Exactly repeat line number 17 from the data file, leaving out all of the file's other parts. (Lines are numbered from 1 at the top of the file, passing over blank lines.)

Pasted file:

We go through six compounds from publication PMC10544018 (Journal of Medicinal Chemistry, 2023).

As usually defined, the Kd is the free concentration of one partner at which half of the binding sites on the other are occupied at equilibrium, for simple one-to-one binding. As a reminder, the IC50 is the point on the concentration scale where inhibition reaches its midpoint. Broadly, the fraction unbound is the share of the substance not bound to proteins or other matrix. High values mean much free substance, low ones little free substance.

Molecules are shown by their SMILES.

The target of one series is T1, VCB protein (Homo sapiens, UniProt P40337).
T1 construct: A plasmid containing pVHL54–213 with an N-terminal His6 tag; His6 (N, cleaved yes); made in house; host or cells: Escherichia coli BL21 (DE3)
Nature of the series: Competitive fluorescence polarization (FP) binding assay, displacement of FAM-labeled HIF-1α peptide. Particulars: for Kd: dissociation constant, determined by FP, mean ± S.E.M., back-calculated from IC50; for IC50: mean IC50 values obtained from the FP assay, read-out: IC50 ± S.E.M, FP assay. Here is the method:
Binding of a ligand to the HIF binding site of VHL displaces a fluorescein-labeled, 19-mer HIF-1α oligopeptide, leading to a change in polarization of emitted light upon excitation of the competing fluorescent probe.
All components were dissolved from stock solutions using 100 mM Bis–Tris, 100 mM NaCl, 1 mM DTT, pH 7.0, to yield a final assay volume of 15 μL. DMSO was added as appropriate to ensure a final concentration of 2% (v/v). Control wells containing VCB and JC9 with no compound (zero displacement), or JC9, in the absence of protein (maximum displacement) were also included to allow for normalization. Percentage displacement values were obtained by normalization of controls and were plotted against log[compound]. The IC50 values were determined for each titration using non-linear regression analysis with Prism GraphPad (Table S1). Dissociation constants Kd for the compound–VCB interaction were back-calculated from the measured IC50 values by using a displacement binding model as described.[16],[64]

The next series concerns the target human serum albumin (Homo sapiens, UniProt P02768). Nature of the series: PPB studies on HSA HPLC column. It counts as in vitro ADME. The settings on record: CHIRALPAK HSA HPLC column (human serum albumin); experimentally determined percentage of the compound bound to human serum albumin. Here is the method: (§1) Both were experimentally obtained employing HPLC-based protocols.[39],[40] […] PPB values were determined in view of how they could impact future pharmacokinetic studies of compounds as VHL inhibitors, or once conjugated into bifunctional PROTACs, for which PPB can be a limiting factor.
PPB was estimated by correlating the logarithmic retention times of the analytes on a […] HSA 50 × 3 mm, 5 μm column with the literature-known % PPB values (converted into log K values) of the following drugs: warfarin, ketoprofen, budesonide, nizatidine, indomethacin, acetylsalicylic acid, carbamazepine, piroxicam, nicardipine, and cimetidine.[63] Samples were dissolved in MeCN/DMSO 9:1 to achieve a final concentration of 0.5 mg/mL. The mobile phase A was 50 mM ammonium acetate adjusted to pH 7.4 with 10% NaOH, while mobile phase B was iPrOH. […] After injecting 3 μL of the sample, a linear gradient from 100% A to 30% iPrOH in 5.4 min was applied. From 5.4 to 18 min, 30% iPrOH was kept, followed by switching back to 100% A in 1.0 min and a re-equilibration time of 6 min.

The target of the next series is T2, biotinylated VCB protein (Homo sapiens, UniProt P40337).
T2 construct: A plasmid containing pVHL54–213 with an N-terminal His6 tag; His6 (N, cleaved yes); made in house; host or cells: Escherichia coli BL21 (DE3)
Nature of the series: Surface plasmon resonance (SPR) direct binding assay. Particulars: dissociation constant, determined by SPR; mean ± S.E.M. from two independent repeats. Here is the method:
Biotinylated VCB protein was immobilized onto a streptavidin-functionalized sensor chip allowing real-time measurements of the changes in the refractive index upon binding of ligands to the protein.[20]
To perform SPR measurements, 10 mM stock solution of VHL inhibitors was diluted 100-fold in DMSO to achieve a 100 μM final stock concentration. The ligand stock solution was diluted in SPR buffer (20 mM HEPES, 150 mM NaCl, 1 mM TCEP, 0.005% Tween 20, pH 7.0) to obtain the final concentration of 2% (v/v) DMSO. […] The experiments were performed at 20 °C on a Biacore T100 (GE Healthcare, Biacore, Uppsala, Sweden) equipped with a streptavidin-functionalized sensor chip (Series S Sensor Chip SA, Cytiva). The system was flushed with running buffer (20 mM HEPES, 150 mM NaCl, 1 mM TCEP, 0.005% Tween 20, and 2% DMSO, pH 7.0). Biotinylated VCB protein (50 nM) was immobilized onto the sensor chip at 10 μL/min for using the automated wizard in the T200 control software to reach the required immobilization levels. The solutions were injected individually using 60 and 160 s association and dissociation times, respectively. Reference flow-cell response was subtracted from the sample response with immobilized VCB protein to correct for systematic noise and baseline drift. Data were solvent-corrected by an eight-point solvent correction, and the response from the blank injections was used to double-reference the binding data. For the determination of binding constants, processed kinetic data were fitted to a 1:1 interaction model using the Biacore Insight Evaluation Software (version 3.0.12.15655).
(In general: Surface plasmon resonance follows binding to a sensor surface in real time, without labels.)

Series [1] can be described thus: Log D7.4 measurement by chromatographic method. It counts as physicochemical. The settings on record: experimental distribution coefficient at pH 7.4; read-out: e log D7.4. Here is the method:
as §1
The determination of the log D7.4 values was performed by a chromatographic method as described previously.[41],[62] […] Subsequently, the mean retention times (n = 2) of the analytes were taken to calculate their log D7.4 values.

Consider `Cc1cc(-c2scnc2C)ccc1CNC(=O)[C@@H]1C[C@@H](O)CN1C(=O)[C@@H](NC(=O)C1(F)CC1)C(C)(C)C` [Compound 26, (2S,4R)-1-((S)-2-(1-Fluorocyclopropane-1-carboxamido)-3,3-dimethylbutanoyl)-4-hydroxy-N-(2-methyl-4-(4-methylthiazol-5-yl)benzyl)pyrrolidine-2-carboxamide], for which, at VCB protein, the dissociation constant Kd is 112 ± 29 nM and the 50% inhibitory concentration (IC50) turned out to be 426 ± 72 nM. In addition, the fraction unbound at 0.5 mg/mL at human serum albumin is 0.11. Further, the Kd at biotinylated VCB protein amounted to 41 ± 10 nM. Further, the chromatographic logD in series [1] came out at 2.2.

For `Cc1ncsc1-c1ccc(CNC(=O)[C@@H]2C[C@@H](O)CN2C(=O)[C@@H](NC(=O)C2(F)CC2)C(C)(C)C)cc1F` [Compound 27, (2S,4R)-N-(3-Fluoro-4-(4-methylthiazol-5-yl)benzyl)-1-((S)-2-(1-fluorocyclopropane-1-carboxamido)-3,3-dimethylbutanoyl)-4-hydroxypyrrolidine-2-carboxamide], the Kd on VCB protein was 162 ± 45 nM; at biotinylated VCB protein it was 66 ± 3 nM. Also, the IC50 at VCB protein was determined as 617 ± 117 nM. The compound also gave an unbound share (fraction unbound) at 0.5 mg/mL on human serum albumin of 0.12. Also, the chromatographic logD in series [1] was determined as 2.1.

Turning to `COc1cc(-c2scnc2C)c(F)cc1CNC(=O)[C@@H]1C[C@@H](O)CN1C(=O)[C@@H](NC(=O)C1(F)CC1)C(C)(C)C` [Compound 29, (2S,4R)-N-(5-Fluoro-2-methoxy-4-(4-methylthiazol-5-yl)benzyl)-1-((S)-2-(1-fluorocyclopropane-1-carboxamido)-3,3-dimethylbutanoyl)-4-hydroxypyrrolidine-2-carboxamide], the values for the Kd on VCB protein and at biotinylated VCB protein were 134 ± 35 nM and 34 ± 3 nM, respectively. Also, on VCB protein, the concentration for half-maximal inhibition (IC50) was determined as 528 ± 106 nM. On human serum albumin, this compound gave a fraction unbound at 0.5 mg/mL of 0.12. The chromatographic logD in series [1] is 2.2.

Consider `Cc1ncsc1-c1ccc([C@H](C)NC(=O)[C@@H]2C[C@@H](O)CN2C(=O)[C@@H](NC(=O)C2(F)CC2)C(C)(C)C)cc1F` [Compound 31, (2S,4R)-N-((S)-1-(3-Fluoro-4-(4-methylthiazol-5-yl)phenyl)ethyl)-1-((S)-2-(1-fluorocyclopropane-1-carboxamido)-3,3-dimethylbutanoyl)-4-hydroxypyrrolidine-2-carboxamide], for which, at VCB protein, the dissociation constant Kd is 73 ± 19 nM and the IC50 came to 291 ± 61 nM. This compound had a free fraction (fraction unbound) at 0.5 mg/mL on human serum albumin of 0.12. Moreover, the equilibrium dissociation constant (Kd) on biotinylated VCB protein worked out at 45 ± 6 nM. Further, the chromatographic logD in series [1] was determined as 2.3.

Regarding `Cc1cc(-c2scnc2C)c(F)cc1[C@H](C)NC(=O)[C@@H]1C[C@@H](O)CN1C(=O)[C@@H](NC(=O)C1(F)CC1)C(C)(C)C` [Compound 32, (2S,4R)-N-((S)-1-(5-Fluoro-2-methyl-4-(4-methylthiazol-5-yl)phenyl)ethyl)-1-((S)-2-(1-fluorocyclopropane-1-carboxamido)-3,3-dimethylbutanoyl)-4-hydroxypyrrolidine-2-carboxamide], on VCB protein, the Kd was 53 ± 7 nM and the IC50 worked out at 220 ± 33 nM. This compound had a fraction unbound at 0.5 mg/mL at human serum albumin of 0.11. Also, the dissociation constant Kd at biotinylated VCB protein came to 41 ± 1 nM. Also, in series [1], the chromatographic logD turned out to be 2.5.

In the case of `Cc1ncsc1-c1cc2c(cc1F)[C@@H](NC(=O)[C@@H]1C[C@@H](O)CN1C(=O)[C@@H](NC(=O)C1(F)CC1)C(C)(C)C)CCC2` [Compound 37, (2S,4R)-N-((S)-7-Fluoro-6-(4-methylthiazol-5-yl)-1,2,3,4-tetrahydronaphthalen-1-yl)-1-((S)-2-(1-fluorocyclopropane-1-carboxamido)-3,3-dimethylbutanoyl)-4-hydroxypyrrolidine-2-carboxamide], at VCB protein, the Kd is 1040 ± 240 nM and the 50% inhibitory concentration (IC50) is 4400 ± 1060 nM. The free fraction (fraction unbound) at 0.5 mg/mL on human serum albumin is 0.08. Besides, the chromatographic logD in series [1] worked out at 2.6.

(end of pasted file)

Series [1] can be described thus: Log D7.4 measurement by chromatographic method. It counts as physicochemical. The settings on record: experimental distribution coefficient at pH 7.4; read-out: e log D7.4. Here is the method: